Journal of Biological Chemistry 11/1997; 272(40):25283-8. · 4.65 Impact Factor
[Show abstract][Hide abstract] ABSTRACT: The hydrolysis of pyrenylacyl phosphatidylcholines (PyrnPCs)(n indicates the number of aliphatic carbons in the pyrene-chain) by crude lysosomal phospholipases in vitro was investigated. PyrnPCs consist of several sets in which the length of the pyrene-labelled or the unlabelled acyl chain, linked to the sn-1 or sn-2 position, was systematically varied. Lysophosphatidylcholine and fatty acid were the only fluorescent breakdown products detected, thus indicating that PyrnPCs were degraded by A-type phospholipases and lysophospholipases. Of these, mainly A1-type phospholipases appear to be involved, as determined from the relative amounts of labelled fatty acid and lysolipid released from the positional isomers. Based on the effects of the length and position of the pyrene-labelled and unlabelled chains it is suggested that (1) the lysosomal A-type phospholipases acting on PyrnPCs recognize the carboxy-terminal part of the lipid acyl chains and (2) the relevant part of the binding site is relatively narrow. Thus phospholipids with added bulk in the corresponding region, such as those that are peroxidized and polymerized, may not be good substrates for the lysosomal phospholipases mentioned. The impaired hydrolysis of the most hydrophobic PyrnPCs indicates that lysosomal phospholipases may not be able to penetrate significantly into the substrate interphase, but upward movement of the lipid may be required for efficient hydrolysis. Finally, the rate of hydrolysis of many pyrenyl derivatives was found to be comparable to that of a natural phosphatidylcholine species, both in micelles and in lipoprotein particles, indicating that these derivatives can be used as faithful reporters of lysosomal degradation of natural lipids in vivo and in vitro.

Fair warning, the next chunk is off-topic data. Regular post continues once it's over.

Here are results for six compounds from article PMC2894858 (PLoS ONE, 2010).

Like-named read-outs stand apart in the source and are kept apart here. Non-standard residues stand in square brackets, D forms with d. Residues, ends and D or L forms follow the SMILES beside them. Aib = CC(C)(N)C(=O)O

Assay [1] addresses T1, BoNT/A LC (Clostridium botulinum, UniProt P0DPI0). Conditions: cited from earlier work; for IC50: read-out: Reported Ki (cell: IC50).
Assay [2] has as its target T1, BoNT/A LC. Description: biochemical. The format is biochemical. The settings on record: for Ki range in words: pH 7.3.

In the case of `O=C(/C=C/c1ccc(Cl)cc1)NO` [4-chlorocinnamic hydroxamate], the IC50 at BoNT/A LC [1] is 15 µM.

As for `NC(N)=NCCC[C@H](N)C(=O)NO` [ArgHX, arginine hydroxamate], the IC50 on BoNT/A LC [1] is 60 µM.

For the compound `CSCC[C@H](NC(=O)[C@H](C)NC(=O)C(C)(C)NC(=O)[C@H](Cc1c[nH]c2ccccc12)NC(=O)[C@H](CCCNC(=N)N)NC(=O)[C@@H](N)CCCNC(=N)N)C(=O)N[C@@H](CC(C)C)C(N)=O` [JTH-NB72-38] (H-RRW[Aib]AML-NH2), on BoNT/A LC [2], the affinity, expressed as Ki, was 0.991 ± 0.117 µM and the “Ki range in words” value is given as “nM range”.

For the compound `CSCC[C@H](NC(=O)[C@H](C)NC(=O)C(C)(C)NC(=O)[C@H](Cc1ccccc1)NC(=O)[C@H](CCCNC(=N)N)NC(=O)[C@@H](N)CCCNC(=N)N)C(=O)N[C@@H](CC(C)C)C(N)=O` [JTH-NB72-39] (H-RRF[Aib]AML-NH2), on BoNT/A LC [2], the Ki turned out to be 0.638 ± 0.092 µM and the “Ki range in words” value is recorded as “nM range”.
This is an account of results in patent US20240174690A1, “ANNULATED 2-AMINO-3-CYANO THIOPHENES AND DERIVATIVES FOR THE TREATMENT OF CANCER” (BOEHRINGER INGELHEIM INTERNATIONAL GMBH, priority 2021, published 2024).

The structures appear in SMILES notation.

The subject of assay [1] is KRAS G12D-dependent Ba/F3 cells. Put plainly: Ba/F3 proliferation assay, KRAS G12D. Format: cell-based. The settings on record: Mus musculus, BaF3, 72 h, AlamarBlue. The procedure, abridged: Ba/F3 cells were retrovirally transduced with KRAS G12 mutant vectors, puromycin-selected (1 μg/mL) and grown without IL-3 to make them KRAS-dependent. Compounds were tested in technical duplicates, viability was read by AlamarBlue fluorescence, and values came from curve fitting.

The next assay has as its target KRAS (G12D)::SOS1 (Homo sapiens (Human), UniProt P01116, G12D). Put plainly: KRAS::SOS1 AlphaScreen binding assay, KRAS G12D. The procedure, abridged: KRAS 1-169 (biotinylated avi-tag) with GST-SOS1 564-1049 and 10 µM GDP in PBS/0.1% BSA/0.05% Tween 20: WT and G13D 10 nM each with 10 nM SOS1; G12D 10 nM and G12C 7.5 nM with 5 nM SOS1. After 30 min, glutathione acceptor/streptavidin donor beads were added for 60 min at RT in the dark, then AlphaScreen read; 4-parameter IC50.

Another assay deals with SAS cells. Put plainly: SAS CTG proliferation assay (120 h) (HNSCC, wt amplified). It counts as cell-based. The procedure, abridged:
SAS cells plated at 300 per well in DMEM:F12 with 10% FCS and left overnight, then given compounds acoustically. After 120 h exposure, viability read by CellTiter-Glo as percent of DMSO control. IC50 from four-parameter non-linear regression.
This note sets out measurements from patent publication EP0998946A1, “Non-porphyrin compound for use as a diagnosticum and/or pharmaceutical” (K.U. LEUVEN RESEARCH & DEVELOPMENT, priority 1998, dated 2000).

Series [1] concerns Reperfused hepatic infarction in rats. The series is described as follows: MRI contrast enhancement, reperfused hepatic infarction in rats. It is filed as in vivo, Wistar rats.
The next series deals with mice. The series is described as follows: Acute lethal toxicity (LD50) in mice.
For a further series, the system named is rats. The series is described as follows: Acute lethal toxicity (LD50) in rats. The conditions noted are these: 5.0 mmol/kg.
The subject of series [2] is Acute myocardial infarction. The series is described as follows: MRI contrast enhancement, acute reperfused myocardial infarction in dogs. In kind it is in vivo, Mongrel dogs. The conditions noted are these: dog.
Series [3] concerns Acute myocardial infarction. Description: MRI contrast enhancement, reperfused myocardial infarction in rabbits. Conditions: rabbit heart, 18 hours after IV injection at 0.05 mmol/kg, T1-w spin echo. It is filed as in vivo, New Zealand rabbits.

[Show abstract][Hide abstract] ABSTRACT: 1. Phospholipid transfer protein (PLTP) mediates conversion of high-density lipoprotein (HDL3) to large particles, with concomitant release of apolipoprotein A-I (apoA-I). To study the mechanisms involved in this conversion, reconstituted HDL (rHDL) particles containing either fluorescent pyrenylacyl cholesterol ester (PyrCE) in their core (PyrCE-rHDL) or pyrenylacyl phosphatidylcholine (PysPC) in their surface lipid layer (PyrPC-rHDL) were prepared. Upon incubation with PLTP they behaved as native HDL3, in that their size increased considerably. 2. When PyrPC-rHDL was incubated with HDL3 in the presence of PLTP, a rapid decline of the pyrene excimer/monomer fluorescence ratio (E/M) occurred, demonstrating that PLTP induced mixing of the surface lipids of PyrPC-rHDL and HDL3. As this mixing was almost complete before any significant increase in HDL particle size was observed, it represents PLTP-mediated phospholipid transfer or exchange that is not directly coupled to the formation of large HDL particles. 3. When core-labelled PyrCE-rHDL was incubated in the presence of PLTP, a much slower, time-dependent decrease of E/M was observed, demonstrating that PLTP also promotes mixing of the core lipids. The rate and extent of mixing of core lipids correlated with the amount of PLTP added and with the increase in particle size. The enlarged particles formed could be visualized as discrete, non-aggregated particles by electron microscopy. Concomitantly with the appearance of enlarged particles, lipid-poor apoA-I molecules were released. These data, together with the fact that PLTP has been shown not to mediate transfer of cholesterol esters, strongly suggest that particle fusion rather than (net) lipid transfer or particle aggregation is responsible for the enlargement of HDL particles observed upon incubation with PLTP.4.ApoA-I rHDL, but not apoA-II rHDL, were converted into large particles, suggesting that the presence of apoA-I is required for PLTP-mediated HDL fusion. A model for PLTP-mediated enlargement of HDL particles is presented.